Oh wait! Doesn’t everyone everywhere know, then, that Sherlock and John don’t know they’re madly in love because they can’t read it in each other’s physical gestures? No. No they don’t. That’s a conclusion of mine and of the people who think like I do, or who I convince to think like I do. Everyone else? Nope, they’re not (necessarily) deluded. They’re not (necessarily) bigots or homophobes. They disagree with your interpretations. 

There are facts. And there are many, many, many factors that influence their interpretation. But it’s also important to realize that we ALL think our viewpoint is universal at one time or another. We’re self-centered we humans. And very often, very, very often we mistake our interpretations for facts. If you care about the distinction between the two you must be vigilant. Always. 

If we all agreed on the nuanced meanings of Sherlock I doubt the fandom would be so vital and so global in spite of the cultural codes we’re all navigating. And for that I applaud the artistry of the people who make the show for all its glories and its flaws. Those value judgements too, are subjective. No matter which facts you base them upon.

Hi. So, this is an apology. With an explanation, though the explanations are not meant to be excuses.

Things with my job are quite busy just now with some high profile projects, some big cheeses being well, big cheeses, and we are quite and unexpectedly understaffed. Pretty much every day I’m hitting the wall of mental exhaustion. This is causing me to be very out of touch and I know I’m not being a supportive or even engaged friend. I’m also not writing or making any crafty things right now. I know I’m letting folks down wrt some commitments & I apologize for that. I have not forgotten though you can remind me if you like too.

I also want to remind myself - and you please feel free to remind me too- when I am not behaving nicely. Being stressed is no reason to bring grar and wank to fandom and I’d like to participate with kindness even when I’m not up for joyful enthusiasm.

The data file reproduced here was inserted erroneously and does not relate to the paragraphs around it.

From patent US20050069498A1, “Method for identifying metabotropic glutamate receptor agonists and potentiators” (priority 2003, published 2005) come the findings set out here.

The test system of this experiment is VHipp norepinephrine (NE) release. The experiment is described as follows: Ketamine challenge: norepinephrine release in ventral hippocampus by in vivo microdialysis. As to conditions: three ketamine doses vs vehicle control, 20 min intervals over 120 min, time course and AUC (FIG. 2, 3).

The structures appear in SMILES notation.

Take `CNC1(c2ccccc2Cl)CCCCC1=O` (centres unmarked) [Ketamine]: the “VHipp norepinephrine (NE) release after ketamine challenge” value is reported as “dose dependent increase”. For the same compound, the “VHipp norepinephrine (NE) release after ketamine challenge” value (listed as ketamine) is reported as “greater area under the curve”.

I hope I’ll be feeling more myself soon and that means my best self, not the whiny avoidant person I am just now.

xo

moon-goddess-girl said: Hi, I was wondering if you had anything to say about the lack of representation of female superheroes in children's merchandise (to the point of erasing Natasha from the adaptation of The Avengers!?!) I've just been thinking about it a lot and then I wrote a really long post about it and you seem like the kind of person who would know more about these things than I would so ... I thought I would ask if you ever thought about it. Also I think you're awesome but that's beside the point.

fuckyeahblackwidow:

I went to a comic book convention a year or so ago with the intention of buying some Black Widow merchandise for a blog giveaway, but there was none.  At a comic book convention.  A smallish comic book convention, but still.

You have to understand this goes back to the reasons Disney bought Marvel in the first place.  Like Gail Simone has pointed out, in the wake of the “Young Justice cancelled because too many girls were watching” fiasco, Disney wanted a share of the boys toy market to match the Princess brand’s stranglehold on the girls toy market.  And one of the easy and frequent ways to market to boys is to hang up a no girls allowed sign.

Marketing logic goes like this: if you have a target demographic identified, you spend all your time and $$$ pitching to that demographic, because that is the most efficient way to get returns.  If you do not have a target demographic identified, you identify a target demographic.  And the big population % casualty of this clever logic, not just when it comes to superhero toys but geek culture in general, is women.

When giant boobs and ass pointing the same impossible direction grace all the covers of your comic books, when five year old kids have Hawkeye nerf arrows and Iron Man masks to play with, but not Widow’s bites, it says, hello chums, this is for you.  For you, and not for girls.  Girls games and girls merchandise are kept on special shelves, conveniently colored pink, so they can be bordered off, easily identified.  Comic book costumes for women are made in “sexy” variants, comic book shirts for women tend to say things like “girl power” or “my boyfriend is a superhero” and are kept, in this way, safely in their girly-place. (And why there are shirts like this one that got Greg Rucka so mad.)  It is why, so often, when nerdtypes are troubled by Anita Sarkeesian types or articles like Janelle Asselin’s, they act like something has been taken away from them.  You can’t expect comic books to be made for you, they say.  Comic books are not for you.